Sam Laufer of Laufer Teknik was showing the German Physiks HRS-120 loudspeaker in high gloss finish ($33,500/pair). Helping this omnidirectional design sing were Abis Shuhgetsu monoblock amps (price to be determined), The Memory Player source and preamp ($22,500), Paul Kaplan cabling including speaker cables ($1995), Halcyonics Active Isolation Platform ($11,500), five LessLoss BlackBodys ($959 each), and the wonderful Stein Music Harmonizers (two A and two B units plus 12 stones for $4900) with their new matching stands (price not supplied). You can see one of the Stein Music Harmonizers, aka that little black box with the blue light that doesn't have to be on for the box to be working, peeking out from behind the loudspeaker.
Selah Audio, a North Carolina speaker manufacturer that sells its products direct on the net, was showing the Verita sealed box loudspeaker ($2000/pair, or $2650 with the veneer displayed at the show). A sealed box with 84dB sensitivity and a frequency range of 60Hz20kHz, it combines the excellent RAAL ribbon tweeter from Serbia's Aleksandar Rasisavijevic with a ScanSpeak woofer.
Craig Oxford and William Carpenter, CEO of Consensus Biotechnology and Consensus Biolabs of Little Rock, happily introduced me to the successors to Pipe Dreams loudspeakers, the HighEmotion Audio Pyra Bella 7 monitors ($6000/pair), Bella Basso 28 subs ($4000/pair, with 2 pairs in use), and Passare XOL crossover ($3000). (I did not audition the second system with the HighEmotion Audio Festune Bass Module). The HighEmotion speakers, which employ "a substantial amount of new technology", are the result of years of research into brain imagining technology, and "the emotional responses to music, auditory system function, physics, and electrical engineering."
I was delighted to discover that AudioPrism, originators of the infamous green pen (aka the AudioPrism CD Stoplight), is still in business. For newbies who do not know about the green pen, Collett and those who reviewed it shook skeptics to the core when they declared that painting the edge of CDs with the green pen lowered digital edge and improved data retrieval. The backlash was tremendous. Then Krell began bathing its CD tray in green light, some people found that green-tinted CD-Rs and then black discs sounded better, CD mats with green undersides made a demonstrable improvement in sound, and the skepticism was transferred to the next tweak on the horizon.
At RMAF 2009, Nordost shook up quite a few audiophiles by announcing preliminary results of research that can measure and validate the positive effects after market cabling, supports, and power products. One year later, Nordost announced that the research, jointly conducted by Nordost's competitor, Vertex AQ of the UK in collaboration with military electronic-engineering consultant and sonar expert Gareth Humphries-Jones of North Wales, has taken a major step forward.
One of the many graphs Nordost and Vertex displayed at their research presentation was of time-domain error in a CD player, ie, the difference between the data on a disc and the output of the CD player. It ain't pretty. Other graphs showed reduction in error with the addition of cables, supports, and power products (specifically, Nordost's Quantum). All these graphs will be downloadable from the websites of Nordost and Vertex EQ within a matter of weeks.
I'm afraid the companies exhibiting in this room will not be adequately served by this blog entry. David Salz of Wireworld was not available, and I never got details on his cabling other than word that his new, top-of-the-line USB cable got caught up in FedEx drama and didn't make it to the show on time. All I know is that the big speaker was the eye-catching, glass-enclosured Waterfall Niagara from France ($54,000/pair), which has 89dB sensitivity and a frequency response of 36Hz28kHz ±3dB, and a Cary 300T SACD player ($6500) and Cary monoblocks ($10,000) were called into action. Power was conditioned by the APC units that Kal Rubinson recommends. I don't know much more, unfortunately. As I just explained to the man who just answered the phone at Waterfall Audio USA, I owe them and Wireworld one.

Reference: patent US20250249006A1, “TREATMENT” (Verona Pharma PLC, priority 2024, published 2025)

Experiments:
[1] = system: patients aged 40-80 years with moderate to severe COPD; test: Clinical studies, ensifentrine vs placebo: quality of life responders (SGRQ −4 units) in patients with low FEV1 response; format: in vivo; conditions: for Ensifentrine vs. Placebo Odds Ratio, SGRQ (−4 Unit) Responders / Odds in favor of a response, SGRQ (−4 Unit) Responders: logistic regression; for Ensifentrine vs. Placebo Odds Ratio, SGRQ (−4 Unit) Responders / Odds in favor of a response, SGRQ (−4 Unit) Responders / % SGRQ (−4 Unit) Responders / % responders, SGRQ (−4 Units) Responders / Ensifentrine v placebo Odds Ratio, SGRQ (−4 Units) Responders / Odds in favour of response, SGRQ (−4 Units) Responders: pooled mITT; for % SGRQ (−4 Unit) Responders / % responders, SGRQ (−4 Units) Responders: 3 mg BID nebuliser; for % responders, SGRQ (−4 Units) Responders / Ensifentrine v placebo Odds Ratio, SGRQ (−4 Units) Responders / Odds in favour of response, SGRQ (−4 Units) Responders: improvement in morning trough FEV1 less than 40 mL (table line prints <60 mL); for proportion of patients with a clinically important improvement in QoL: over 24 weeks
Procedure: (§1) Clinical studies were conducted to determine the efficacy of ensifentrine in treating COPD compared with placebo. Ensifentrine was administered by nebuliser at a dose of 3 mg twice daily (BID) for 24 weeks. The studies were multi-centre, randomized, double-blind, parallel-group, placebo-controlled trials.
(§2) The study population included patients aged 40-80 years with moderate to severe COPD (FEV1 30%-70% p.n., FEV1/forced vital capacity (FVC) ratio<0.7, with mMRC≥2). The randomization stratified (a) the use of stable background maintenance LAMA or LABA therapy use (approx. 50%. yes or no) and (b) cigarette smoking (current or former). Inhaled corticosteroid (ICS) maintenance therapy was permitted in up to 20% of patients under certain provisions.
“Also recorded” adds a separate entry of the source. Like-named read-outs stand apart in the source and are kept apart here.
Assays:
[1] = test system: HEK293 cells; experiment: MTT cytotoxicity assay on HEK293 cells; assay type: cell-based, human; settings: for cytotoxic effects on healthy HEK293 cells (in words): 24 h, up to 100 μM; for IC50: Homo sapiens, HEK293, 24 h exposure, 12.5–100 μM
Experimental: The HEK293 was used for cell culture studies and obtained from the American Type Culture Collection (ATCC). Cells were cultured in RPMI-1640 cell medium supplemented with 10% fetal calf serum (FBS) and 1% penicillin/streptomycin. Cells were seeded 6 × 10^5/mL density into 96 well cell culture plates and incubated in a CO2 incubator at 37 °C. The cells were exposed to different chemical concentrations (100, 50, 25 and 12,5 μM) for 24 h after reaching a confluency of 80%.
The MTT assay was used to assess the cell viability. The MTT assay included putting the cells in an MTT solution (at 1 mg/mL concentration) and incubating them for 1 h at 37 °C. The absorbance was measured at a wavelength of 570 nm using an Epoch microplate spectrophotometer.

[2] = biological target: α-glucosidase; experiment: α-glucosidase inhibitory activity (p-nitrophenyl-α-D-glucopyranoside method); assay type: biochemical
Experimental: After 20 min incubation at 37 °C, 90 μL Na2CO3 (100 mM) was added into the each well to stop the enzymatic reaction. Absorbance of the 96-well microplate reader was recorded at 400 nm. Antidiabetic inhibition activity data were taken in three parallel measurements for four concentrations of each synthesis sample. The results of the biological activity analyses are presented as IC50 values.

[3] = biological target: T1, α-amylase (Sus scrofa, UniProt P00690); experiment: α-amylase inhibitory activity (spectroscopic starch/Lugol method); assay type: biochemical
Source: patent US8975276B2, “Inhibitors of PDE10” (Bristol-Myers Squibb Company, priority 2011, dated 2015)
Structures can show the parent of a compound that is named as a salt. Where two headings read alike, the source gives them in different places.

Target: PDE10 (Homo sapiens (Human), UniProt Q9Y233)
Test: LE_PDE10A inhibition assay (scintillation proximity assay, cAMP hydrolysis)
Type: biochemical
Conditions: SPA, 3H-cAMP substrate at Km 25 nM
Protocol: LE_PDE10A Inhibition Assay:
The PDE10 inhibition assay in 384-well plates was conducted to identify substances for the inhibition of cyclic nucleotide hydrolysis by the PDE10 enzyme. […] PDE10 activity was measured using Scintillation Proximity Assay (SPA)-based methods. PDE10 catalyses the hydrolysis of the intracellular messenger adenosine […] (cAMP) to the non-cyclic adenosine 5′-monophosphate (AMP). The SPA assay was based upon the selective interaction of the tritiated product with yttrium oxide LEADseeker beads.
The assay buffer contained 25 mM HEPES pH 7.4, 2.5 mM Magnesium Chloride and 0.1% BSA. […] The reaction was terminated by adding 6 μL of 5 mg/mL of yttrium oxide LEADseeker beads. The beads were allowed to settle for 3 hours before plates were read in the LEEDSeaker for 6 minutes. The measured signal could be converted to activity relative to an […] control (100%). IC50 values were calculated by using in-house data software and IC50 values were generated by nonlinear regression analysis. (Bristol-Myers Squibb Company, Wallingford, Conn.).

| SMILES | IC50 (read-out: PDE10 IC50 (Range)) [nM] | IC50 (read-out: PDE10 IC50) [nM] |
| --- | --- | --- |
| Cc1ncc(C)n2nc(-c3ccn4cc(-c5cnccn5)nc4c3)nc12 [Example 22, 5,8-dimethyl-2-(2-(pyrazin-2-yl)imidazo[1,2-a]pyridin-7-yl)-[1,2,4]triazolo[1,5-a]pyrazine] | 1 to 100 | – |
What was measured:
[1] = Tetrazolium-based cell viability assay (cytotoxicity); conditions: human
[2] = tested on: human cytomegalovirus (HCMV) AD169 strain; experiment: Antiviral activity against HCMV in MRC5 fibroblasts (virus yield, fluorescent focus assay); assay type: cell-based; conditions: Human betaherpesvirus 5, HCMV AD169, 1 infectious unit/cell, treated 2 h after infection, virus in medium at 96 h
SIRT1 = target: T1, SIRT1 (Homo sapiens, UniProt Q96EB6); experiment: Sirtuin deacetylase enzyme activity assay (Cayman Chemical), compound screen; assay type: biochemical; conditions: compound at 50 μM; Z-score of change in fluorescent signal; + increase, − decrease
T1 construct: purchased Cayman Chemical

Ray Lombardi's international set-up was getting much better sound from JBL's 1400 Array ($11,500/pair) than at the first California Audio Show (CAS) a few months back. In fact, Diana Krall's semi-lethargic rendition of "Let's Face the Music and Dance" sounded much less doped-up than it did when I last heard it at the Aurum Cantus factory in China. The presentation featured crisp and sweet highs, and a natural midrange. Neither Sound Applications power treatment (model not specified) nor ASC Tube Traps could totally tighten up the speaker's soft bottom, but I don't recall it sounding very tight at CAS either.
What has become a familiar site at shows, Acoustic Zen loudspeakers and cabling mated with Triode electronics, has also become a welcome sound. Here, I experienced a beautiful airiness around female vocalists. "Just gorgeous," I wrote in my notes. The bass, however, was challenged, perhaps because of the room.
Although their atmospherically lit room, which looks very different in this flash-illuminated photo, was dominated visually by 10-year old Genesis loudspeaker prototypes that never made it to market, PS Audio's electronics were what the room was about. The PS Audio Perfect Wave Transport ($2999), which I own; Perfect Wave DAC ($2999) with Bridge ($799); prototype Perfect Wave amp (under $5000); and award-winning Power Plant Premier ($1999), all using Perfect Wave AC-12 ($999/meter) sounded marvelous on a CD from Natasha Atlas. Playing the Pentatone SACD of Schubert's "Trout" Quintet, the highs were especially beautiful, with violins singing with estimable delicacy. It was the best sound I've ever heard from a PS Audio show set-up. This bodes very well for their forthcoming amplifier.